The Taj Restaurant & Indian Food

I have traveled not quite the length but certainly the bread­th of India, trying the foods om the curries in the south the tandoori in the north and vegetarian dishes every­where.

I have gone from New Delhi south to Mysore and Calcutta west to Bombay, eating all along the way. So no one can accuse me of unfamiliarity with the cuisines of the sub­continent.

But some may wonder how a devout wine man can justify his taste for food whose spiciness is inimical to his favorite beverage. The answer is simple: He drinks beer. For a cold beer is not only an ex­cellent accompaniment for a spicy dish but also an antidote for too-hot a curry.

It was in Sydney that I discovered the value of beer as a fire extinguisher.  I  had  gone to a restaurant recommended by an Indian friend and, as I studied the menu, found that it had divided the curries into mild, medium and hot. Think­ing that, out of respect for the bland Australian palate, the chef had lowered the thermal level of his dishes, I decided that a hot curry only could achieve the spiciness I like. It more than fulfilled my hope. The first forkful lit a raging fire on my tongue that took several quick swallows of beer to quench. Wine would never have been able to do it.

After trying Indian food not only all over India but all over the world, I have come to the conclusion that a city without at least one good Indian res­taurant cannot consider itself in the gastronomic big leagues. The Taj restaurant in Akasaka-Mitsuke fulfills that in Tokyo.

As  soon as I entered  the Taj, I felt it would be good. For the decor was simple, and I have found that decor varies in inverse ratio with the food. Beware especially of those res­taurants that try to establish an ersatz environment remini­scent of the home of their cuisine. At the Taj there is nothing identifably Indian, ex­cept for a picture or two that may represent Indian scenes. Its food was enough. There is no question as to its authen­ticity. What with eight  chefs from Bombay and Delhi to see to it, the Taj provides as authentic an Indian cuisine as the ingredients here will allow.

I went there with my wife and a family friend. I like lo have at least one person with me when I check out a res­taurant, as two opinions are better than one and a third will break a tie.

My wife and I decided to start out with panir pakoda, ¥700. It was slices of cheese dipped in a batter and deep-fried. They were very good and did the job of taking the edge off the appetite so that better judgement could be ap­plied to the following dishes, which an empty stomach would not allow.

Our guest chose pant poori,  ¥500, as a starter. Poori are small balls of dough deep-fried so they puff up. The pani is water with a mixture of cumin, coriander and chili flavors, with the cumin upper­most. It was an unusual and excellent appetizer.

Next came a mulligatawney soup, ¥500, for my wife and our guest. They agreed the spiciness was blended in such a way as to give enough spirit without overwhelming the tastebuds. But I don’t think it could have been as good as my rassam, a lentil-based to­mato soup delicately flavored with chili. It was ¥600 and the ¥100 difference worth it.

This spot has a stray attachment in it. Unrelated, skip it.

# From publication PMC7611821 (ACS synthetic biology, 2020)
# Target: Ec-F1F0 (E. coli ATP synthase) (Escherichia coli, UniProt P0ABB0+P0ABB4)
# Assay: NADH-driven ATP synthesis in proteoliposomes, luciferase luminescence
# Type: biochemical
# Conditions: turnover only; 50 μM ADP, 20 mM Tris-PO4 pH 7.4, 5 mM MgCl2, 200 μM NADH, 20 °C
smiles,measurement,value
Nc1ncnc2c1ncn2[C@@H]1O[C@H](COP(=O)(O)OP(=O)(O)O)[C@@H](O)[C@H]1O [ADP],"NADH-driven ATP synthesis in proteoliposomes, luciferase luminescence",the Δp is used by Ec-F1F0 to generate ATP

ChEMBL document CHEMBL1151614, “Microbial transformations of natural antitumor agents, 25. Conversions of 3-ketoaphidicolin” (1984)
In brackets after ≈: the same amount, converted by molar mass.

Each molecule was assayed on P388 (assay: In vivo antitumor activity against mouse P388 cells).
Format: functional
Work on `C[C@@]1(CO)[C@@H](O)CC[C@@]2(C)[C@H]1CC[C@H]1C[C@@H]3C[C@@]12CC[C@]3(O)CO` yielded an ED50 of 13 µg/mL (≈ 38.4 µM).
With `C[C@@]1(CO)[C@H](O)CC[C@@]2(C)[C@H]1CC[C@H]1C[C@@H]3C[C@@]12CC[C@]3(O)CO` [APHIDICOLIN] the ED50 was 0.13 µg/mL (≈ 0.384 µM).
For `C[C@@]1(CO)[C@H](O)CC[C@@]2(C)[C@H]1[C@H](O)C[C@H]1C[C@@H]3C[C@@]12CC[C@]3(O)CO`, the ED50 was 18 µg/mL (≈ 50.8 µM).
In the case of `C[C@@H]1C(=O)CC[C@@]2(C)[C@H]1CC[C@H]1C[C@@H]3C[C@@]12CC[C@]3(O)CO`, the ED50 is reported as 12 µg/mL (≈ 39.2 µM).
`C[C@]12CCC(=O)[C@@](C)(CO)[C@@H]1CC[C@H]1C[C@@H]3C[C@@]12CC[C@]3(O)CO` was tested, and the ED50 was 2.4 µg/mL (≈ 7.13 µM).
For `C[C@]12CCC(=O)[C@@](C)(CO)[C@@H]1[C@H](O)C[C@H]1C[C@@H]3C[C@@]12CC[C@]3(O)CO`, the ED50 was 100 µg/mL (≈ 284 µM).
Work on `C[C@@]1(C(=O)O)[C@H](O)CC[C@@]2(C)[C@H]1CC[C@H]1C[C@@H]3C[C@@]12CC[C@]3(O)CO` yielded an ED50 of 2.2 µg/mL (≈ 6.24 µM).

For a main dish I chose my old favorite, tandoori chicken, described on the menu as tandoori murgh. I took a half-chicken, ¥1,800. Again, the touch of the master was obvious in its flavor, a master hand that knows too much from too little and how to make a happy blend of spices.

We had gone our separate ways in selecting the main dish. My wife took fish kofta curry, ¥1,400. which turned out to be minced fish shaped in balls, deep-fried and served in a spicy sauce. It was very good, and the two of them thought it was better than the chicken keema, ¥1,100, or chicken minced with green peas and mixed with spices, which our guest had ordered. I disagreed, I thought it was almost as good as my tandoori murgh.

Throughout we sipped de­lightedly on cool Lassi at ¥500 a glass. It was all that was needed for the delicately spiced food of the Taj.

As an afterthought, I asked  for an order of sheek kabab, ¥1,600, to be shared among the three of us. It passed our taste test and, like everything we had eaten, could easily face up lo the most critical palate and come away with a hearty approval.

If one does not know what to order, the Taj offers several table-d’hote menus labeled in alphabetical order. A Course, for example, offers tandoori chicken, sheek kabab, naan, mutton curry, chicken curry, peas pillaw, kulfi (homemade ice cream), tea or coffee for ¥4,500 (pre-consumer tax price). There is even a cheaper course, the E Course for ¥2,600, which includes tandoori chicken, mutton curry, chicken keema, naan, rice and coffee.

The most expensive is the Special Course Dinner, in­cluding tandoori chicken, lamb chop, fish tikka, tandoori prawn, sherk kabab, noorani kabab (barbecued breast of chicken), mutton masala, peas pillaw, choice of sweets, tea or coffee. That one is ¥8,000.

There is even a vegetarian plate, begum thali, at ¥5.000. But it is not for the cholesterol-conscious, for an Indian vege­tarian dish is cooked with enough ghee or clarified butter to stimulate the liver into even higher production levels of the scourge of the atherosclerotic.

The Taj is situated on the main street running from Akasaka-Mitsuke Crossing down to Toranomon Crossing right across from the Akasaka Tokyu Hotel. There are parking garages nearby. Telephone number is 585-0606/7. Its address is 3-2-7 Akasaka.